Cajun quinoa

Cajun Quinoa Recipe

This is a delicious, just slightly spicy, quinoa recipe.

The spice comes from Cajun seasoning.

You can mix your own if you have a favorite recipe, or buy a pre made mixture of spices. Ideally, make sure it doesn't have a lot of added salt.

Adjust the amount of Cajun seasoning you use in this recipe to suit your taste.

Note: When cooking quinoa, it is important that you rinse it first, as per the instructions on the container you purchased it in. In it's natural state, quinoa has a bit of a bitter taste. Soaking it before use removes the bitter saponins.

Cajun Quinoa Recipe

gluten free label vegetarian label

1/2 cup (125 ml) onion, chopped
1 teaspoon (5 ml) olive oil
6 garlic cloves, minced
1 1/4 cups (300 ml) quinoa, rinsed & drained
1 cup (250 ml) carrots, coarsely shredded
1 teaspoon (5 ml) Cajun seasoning
1 medium zucchini, quartered lengthwise & sliced
1 - 14 ounce can (398 ml) golden hominy, rinsed & drained
1 tablespoon (15 ml) fresh thyme or oregano, snipped

In a medium saucepan, cook the onion in hot oil over medium heat for 3 minutes. Add garlic and cook for 1 minute more. Stir in the quinoa, carrots, Cajun seasoning and 2 cups (500 ml) of water. Bring the mixture to a boil, then reduce the heat. Simmer, covered, for 10 minutes.

Stir in the zucchini, hominy and thyme. Simmer, covered, for 5 minutes more or until quinoa and zucchini are tender and liquid is absorbed. Season to taste with salt.

Serves 4.


Tips and Variations:
  • As with most recipes, you can add or subtract ingredients that you may prefer. For example, colorful chopped red, yellow and green sweet peppers are a great addition to the recipe. Add them when you add the hominy for a more crunchy texture.
  • Depending on where you live, you may have a difficult time finding canned hominy (see below for more information on what hominy actually is). If your region has a Mexican grocery store or a Mexican food area of the general grocery store, they may well carry it. If you absolutely can't find hominy, feel free to substitute 3 cups of frozen corn for the can of hominy.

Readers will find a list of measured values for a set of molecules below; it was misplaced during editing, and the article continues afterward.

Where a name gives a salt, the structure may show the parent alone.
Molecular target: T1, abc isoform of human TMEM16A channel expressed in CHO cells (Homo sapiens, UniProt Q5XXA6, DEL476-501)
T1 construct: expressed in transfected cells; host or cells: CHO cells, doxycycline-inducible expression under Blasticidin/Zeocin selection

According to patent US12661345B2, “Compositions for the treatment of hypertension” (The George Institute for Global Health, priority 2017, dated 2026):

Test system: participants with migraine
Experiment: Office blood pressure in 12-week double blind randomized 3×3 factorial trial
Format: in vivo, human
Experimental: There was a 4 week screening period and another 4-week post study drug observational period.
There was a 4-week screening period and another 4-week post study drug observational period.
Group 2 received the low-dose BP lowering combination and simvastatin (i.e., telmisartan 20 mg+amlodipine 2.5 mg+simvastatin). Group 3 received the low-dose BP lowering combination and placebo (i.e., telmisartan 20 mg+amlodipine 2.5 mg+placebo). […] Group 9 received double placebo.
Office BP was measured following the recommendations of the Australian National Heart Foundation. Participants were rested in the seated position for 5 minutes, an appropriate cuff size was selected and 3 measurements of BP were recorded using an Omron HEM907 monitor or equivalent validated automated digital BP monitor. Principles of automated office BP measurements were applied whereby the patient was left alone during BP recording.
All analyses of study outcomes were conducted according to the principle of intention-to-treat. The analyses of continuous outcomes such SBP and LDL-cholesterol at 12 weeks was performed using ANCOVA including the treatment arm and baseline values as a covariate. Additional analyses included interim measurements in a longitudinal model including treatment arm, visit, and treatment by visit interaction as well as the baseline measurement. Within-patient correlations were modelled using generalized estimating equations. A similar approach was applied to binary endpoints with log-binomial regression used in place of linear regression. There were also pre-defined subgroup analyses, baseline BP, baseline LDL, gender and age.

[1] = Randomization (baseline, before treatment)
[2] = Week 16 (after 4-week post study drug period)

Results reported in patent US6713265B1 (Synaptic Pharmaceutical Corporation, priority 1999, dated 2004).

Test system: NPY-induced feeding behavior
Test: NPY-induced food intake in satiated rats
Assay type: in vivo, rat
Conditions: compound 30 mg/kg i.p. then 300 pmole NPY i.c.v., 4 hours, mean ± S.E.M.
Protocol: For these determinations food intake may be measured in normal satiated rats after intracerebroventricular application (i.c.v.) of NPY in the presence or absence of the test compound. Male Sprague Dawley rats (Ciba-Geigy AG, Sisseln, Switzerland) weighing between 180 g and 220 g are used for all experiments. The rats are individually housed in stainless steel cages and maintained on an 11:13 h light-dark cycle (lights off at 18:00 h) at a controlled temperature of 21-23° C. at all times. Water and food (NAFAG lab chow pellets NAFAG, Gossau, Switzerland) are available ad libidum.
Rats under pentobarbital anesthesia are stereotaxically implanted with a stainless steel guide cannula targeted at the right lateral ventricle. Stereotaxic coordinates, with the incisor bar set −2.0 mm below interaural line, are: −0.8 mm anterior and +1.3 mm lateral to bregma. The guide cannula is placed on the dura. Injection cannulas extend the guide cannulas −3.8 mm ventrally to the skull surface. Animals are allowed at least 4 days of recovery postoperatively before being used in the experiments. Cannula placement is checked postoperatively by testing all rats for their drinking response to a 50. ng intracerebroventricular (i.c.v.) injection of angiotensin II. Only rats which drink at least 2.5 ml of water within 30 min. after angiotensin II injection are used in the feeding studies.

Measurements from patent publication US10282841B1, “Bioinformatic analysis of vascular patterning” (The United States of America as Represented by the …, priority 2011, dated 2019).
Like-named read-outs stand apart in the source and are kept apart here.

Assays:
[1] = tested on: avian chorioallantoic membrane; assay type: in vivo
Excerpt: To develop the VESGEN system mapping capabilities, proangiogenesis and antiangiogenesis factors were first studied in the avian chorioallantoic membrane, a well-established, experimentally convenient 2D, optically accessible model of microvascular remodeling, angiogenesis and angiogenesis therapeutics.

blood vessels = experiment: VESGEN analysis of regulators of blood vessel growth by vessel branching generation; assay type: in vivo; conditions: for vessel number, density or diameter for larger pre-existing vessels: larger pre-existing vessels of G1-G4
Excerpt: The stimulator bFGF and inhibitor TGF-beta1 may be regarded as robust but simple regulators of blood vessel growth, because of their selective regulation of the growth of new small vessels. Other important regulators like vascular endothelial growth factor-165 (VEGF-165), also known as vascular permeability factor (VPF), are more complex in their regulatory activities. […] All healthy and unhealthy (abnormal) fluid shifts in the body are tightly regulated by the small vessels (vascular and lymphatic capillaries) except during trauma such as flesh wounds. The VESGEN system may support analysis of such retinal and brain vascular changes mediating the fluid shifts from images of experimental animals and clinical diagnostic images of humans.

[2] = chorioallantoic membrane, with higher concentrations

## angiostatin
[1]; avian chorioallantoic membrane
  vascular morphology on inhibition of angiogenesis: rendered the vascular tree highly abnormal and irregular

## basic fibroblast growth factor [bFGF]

Nutrition Analysis:

Amount Per Serving:

Calories 283
Total Fat 4.5 g
Saturated Fat 0.6 g
Cholesterol 0 mg
Sodium 342 mg
Total Carbohydrates 52.3 g
Dietary Fiber 7.0 g
Sugars 2.8 g
Protein 10.0 g
Vitamin A 95%
Vitamin C 24%
Calcium 6%
Iron 21%


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Did You Know?...

Quinoa is a wonderful tasting grain-like food that is very high in protein.

Whether or not you follow a vegetarian lifestyle, if you want a varied healthy diet, I think that trying a quinoa recipe or two is a "must do". See the notes above the recipe for tips on how to cook quinoa.

Believe it or not, this "grain" is related to both beets and spinach. Read more about quinoa and how to prepare it at Wikipedia.

Hominy is actually dried maize (corn) kernels which have been treated with an alkali.

It is used by many cultures, including in Mexican cuisine, Native American food and in many West Indian island cuisines, especially Jamaica. Jamaicans make a sweetened hominy pudding or porridge.

Hominy is used in Latin American cuisines in masa, a dough that is used for many recipes in Mexican cooking.

Hominy is often coarsely ground to make hominy grits.

I love trying something new, so if you are like me, I would suggest tracking it down if you can. It is a nice addition to this Cajun quinoa recipe. If you can't find it, see the substitute instructions in the Tips and Variations section above.

Look here for more delicious healthy recipes like this quinoa recipe.




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